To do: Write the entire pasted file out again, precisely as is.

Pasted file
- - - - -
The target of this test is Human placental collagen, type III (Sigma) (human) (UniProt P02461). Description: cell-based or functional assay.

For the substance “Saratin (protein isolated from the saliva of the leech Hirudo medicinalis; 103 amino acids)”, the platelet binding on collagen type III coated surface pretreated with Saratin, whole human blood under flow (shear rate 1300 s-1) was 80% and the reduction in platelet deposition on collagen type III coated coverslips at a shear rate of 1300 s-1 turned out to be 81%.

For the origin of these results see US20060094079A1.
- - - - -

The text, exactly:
The target of this test is Human placental collagen, type III (Sigma) (human) (UniProt P02461). Description: cell-based or functional assay.

For the substance “Saratin (protein isolated from the saliva of the leech Hirudo medicinalis; 103 amino acids)”, the platelet binding on collagen type III coated surface pretreated with Saratin, whole human blood under flow (shear rate 1300 s-1) was 80% and the reduction in platelet deposition on collagen type III coated coverslips at a shear rate of 1300 s-1 turned out to be 81%.

For the origin of these results see US20060094079A1.